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Pay-park failure fines in Brighton and Hove spark council apology
Nearly 200 motorists may have wrongly received parking tickets after a technical problem caused a new pay-by-phone system to crash.
Brighton and Hove City Council is investigating after the systems failure which affected machines on Sunday.
It is now in the process of contacting the 181 drivers who used the system during the day to see if they require a refund.
The problem was brought to light after Nick Bushrod contacted The Argus when he was given a ticket.
The council initially said no fault had been found but later confirmed there was a “systems failure” adding technicians were investigating as a “matter of urgency”.
Mr Bushrod visited Brighton on Sunday with his family to do a spot of sightseeing.
He paid for parking using the new system only to later find a traffic warden issuing him with a ticket.
The warden said the system had crashed and if a ticket had been purchased it would be up to Mr Bushrod to challenge the fine.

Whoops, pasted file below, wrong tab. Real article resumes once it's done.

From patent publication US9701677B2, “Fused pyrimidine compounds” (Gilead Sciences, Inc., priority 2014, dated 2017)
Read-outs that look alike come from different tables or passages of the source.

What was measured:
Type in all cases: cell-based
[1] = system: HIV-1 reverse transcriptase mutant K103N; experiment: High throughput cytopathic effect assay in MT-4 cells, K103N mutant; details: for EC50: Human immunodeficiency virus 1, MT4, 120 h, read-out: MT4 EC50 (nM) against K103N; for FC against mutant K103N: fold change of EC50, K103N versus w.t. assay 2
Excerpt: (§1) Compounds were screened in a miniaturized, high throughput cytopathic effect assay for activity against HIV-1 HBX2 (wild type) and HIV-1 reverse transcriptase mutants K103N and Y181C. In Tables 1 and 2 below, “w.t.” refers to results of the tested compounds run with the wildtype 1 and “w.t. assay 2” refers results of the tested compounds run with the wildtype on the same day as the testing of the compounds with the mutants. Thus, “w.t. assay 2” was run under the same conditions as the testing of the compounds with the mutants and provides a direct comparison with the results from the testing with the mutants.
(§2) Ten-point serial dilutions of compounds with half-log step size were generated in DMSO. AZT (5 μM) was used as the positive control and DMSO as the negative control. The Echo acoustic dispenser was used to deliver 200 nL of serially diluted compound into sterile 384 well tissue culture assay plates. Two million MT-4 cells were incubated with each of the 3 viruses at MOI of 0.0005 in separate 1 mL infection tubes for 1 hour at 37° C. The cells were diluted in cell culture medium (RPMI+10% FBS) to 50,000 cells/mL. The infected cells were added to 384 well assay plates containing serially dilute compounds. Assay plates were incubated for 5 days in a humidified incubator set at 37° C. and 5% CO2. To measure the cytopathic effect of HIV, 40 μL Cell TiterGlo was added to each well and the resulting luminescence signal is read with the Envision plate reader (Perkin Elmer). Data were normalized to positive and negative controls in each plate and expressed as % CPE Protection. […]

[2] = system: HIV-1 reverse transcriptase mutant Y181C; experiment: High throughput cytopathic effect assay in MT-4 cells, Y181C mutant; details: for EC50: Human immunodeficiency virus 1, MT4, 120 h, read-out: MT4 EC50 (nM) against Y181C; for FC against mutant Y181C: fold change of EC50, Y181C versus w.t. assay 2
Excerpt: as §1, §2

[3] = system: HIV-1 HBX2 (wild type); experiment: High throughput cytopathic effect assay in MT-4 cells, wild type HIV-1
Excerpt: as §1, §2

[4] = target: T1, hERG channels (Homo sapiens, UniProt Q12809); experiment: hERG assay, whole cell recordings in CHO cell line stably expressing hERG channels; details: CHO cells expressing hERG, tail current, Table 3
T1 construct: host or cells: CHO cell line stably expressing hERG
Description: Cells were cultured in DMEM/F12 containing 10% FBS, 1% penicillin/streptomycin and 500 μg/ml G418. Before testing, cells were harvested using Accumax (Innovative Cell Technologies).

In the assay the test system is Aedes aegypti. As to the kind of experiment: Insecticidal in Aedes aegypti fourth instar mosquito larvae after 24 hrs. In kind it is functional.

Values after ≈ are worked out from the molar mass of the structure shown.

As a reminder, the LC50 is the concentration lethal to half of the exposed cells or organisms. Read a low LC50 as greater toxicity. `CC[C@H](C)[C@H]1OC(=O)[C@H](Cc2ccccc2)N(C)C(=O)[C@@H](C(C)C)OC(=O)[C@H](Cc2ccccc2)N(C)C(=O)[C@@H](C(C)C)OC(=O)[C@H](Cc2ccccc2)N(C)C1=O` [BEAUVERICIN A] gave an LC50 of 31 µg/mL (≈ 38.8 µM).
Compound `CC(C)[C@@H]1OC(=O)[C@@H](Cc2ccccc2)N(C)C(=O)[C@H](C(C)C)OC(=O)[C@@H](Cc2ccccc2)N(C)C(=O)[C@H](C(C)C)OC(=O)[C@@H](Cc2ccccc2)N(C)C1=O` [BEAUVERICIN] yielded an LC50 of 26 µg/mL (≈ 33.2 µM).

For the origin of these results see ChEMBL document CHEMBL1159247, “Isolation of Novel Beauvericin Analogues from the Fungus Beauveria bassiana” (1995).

He said: “My children started crying as they thought their daddy was in trouble with the police.
“So instead of leaving Brighton with memories of happiness, I left blood boiling, feeling downright abused and with a very upset four-year-old.
“What a lovely way to end a day by the sea...”
He added: “You would think if they knew they had system issues they would stop issuing tickets. But no, it seems the burden of proof lies with the motorist.”
The council introduced the Pay by Phone system at selected parking machines across the city on September 16.
Smartphone owners simply use a special app to pay for parking by using a unique code relating to a location.
The system failure follows earlier problems in which motorists were overcharged by three times.
A spokesman for the council said: “We’d like to apologise to
Mr Bushrod and to anyone else who wrongly received a penalty charge notice after using our pay-by-phone parking system on Sunday.
“Because of a technical problem some of our parking staff were carrying out their duties without all the information they needed.
“While they acted in good faith based on the information they had, in a small number of cases penalty charge notices were wrongly given out.”
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